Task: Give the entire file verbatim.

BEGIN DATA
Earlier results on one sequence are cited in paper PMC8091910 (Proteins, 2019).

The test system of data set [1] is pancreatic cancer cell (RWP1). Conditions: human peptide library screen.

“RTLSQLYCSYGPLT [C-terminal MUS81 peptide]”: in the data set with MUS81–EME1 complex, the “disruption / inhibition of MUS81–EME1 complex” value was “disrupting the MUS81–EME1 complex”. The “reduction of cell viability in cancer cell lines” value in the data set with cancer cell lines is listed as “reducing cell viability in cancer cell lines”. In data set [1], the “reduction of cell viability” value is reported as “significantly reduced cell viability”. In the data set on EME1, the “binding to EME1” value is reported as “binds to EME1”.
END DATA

Earlier results on one sequence are cited in paper PMC8091910 (Proteins, 2019).

The test system of data set [1] is pancreatic cancer cell (RWP1). Conditions: human peptide library screen.

“RTLSQLYCSYGPLT [C-terminal MUS81 peptide]”: in the data set with MUS81–EME1 complex, the “disruption / inhibition of MUS81–EME1 complex” value was “disrupting the MUS81–EME1 complex”. The “reduction of cell viability in cancer cell lines” value in the data set with cancer cell lines is listed as “reducing cell viability in cancer cell lines”. In data set [1], the “reduction of cell viability” value is reported as “significantly reduced cell viability”. In the data set on EME1, the “binding to EME1” value is reported as “binds to EME1”.